39. ‘They are being asked to donate funds equivalent to a food or drink item from their establishment.’
40. ‘It seems somewhat equivalent to winning the midweek and weekend Lottery in the same week.’
41. ‘This is equivalent to three bin bags of rubbish per household of four or less people.’
42. ‘This amount is the equivalent today to about $750, but in terms of rupees it is not an insignificant sum.’
43. ‘Money, the means of expression of value as a symbolic equivalent, is comparable, Marx said, to language.’
44. ‘Marias opens the piece by talking about how some phrases just don't have a similar equivalent in other languages.’
45. ‘This second form of value is basically the equivalent of a signifying chain in semiotics.’
46. ‘In some instances this can amount up to the equivalent of two monthly premiums for the same portfolio.’
47. ‘The difference between the expected value and the certainty equivalent is the risk premium for the gamble.’
48. ‘The singers looked and sounded as if they weren't trying awfully hard - as if this was the musical equivalent of a gentle stroll in the park.’
49. ‘Any idea without an exact equivalent in sterling or status is automatically suspect and marks you as a fool.’
50. ‘This amount is the equivalent of one part per billion in weight.’
51. ‘Of course, words in one language don't always have exact equivalents in another.’
52. ‘India was at last ready for a swadeshi equivalent to the New York or London Review of Books.’
53. ‘That sum is the equivalent to the entire GDP of all the countries in question.’
54. ‘That is the equivalent to two dentists a week quitting NHS service in the area.’
55. ‘There is no tram equivalent to the National Railway Museum in York, but at least we have the pictures.’
56. ‘The area sealed off is the equivalent to one quarter of the whole country, which shares a border with Iraq.’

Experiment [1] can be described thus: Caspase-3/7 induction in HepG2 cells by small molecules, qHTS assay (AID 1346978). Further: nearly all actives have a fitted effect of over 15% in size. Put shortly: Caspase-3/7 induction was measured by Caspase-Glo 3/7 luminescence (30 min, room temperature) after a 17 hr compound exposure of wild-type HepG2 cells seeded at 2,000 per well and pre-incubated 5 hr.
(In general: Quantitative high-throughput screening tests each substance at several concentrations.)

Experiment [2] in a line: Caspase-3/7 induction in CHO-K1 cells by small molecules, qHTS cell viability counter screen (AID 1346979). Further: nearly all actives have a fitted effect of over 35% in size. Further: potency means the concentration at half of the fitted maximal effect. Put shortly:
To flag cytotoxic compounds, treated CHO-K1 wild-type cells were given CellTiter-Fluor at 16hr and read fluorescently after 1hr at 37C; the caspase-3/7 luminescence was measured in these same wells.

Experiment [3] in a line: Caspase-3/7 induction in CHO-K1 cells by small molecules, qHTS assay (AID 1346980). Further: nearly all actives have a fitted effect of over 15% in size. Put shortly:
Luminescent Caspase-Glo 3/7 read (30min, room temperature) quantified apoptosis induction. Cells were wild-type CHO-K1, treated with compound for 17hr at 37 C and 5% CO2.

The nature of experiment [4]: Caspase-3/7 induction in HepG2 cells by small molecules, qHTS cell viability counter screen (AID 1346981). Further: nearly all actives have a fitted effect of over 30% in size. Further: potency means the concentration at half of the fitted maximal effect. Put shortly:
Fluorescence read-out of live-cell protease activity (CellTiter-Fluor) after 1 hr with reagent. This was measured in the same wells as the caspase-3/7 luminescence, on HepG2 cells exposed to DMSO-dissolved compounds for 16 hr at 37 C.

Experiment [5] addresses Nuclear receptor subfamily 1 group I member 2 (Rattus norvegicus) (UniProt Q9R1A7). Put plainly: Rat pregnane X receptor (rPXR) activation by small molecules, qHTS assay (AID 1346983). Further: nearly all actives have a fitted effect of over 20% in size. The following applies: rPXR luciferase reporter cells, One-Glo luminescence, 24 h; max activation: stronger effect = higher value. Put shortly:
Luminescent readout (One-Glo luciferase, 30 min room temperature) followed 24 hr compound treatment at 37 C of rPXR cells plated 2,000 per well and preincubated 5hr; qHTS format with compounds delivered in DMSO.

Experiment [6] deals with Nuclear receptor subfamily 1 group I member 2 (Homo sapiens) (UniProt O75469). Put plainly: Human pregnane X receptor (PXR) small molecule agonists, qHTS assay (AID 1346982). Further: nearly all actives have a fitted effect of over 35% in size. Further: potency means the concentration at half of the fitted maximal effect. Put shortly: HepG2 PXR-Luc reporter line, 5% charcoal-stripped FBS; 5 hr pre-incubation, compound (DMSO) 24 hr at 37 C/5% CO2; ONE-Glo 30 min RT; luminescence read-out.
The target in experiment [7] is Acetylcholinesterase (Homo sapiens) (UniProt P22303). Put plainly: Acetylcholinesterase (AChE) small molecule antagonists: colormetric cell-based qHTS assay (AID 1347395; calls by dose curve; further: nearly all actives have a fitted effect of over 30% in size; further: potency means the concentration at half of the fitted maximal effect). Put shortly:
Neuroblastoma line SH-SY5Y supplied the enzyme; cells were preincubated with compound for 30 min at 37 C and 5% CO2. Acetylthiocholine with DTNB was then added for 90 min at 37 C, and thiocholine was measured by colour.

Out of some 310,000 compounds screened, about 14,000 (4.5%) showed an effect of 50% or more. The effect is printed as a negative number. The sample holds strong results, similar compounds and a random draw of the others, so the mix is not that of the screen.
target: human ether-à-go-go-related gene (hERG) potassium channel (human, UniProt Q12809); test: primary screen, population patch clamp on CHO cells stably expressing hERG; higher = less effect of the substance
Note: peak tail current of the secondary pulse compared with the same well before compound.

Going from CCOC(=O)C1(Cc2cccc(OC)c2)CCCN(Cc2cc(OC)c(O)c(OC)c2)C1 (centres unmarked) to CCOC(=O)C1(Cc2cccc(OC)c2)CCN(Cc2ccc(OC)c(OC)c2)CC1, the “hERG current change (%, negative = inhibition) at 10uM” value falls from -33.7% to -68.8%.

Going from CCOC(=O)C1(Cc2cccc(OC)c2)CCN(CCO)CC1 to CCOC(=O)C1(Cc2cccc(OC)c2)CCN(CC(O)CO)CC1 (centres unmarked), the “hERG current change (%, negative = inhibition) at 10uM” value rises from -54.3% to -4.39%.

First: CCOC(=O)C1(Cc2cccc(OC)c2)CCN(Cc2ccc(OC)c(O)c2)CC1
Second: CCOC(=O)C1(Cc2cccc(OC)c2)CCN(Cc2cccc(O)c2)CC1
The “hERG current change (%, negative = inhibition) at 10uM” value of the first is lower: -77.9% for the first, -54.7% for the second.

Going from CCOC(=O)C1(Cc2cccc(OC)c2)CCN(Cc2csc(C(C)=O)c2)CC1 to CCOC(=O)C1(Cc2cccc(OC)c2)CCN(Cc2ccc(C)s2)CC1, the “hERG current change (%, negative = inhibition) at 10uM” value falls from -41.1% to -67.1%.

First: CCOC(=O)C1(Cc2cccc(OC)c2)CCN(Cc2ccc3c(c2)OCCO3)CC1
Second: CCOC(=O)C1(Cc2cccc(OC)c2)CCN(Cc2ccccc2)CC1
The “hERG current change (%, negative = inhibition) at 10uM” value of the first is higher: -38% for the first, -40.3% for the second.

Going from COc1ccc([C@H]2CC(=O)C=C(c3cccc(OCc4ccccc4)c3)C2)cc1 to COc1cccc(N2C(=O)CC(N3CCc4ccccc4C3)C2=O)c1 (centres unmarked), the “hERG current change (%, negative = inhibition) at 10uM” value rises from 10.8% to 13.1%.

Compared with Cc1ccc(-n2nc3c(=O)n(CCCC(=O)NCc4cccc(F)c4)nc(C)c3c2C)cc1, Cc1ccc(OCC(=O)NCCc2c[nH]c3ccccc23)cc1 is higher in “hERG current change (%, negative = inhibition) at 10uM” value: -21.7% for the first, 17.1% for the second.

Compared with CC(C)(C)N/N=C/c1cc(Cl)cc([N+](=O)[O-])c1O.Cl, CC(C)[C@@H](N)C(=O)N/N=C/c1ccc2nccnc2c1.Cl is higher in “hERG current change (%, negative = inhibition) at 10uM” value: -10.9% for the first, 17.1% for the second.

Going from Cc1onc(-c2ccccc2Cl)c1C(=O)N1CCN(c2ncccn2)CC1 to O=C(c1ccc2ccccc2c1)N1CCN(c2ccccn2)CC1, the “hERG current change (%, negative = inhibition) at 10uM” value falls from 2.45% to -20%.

57. ‘The carnival is the equivalent to a big match day in terms of manpower, although it is usually peaceful.’
58. ‘Perhaps this is just the modern day equivalent to the old Charabanc trip to the sea side.’
59. ‘This is surely the media equivalent to saying that the sun revolves around the earth.’
60. ‘Opting out is the equivalent to handing back to your employer some of your rightful wages.’
61. ‘We need urgently to develop our own homegrown equivalent to drive forward change.’
62. ‘The equivalent of a substance is the mass which supplies or consumes one mole of another substance in a reaction.’
63. ‘It is defined as the number of equivalents of solute per volume of solution in liters.’
64. ‘There go four equivalents of carbon monoxide into your blood cells, and there's only so long you can keep that up.’
65. ‘Methanol content was related to galacturonic acid equivalents on a mol basis to calculate degree of methylesterification.’
66. ‘The OEC accumulates the four oxidizing equivalents that are required for water oxidation.’
67. send two dollars or the equivalent in stamps
Other users have misspelling equivalent as:
1. equivalente 16.11%
2. equivilant 4.5%
3. equivelant 4.27%
4. equivilent 3.08%
5. equivelent 3.08%
6. equivalen 2.84%
7. equavelant 1.9%
8. Other 64.22%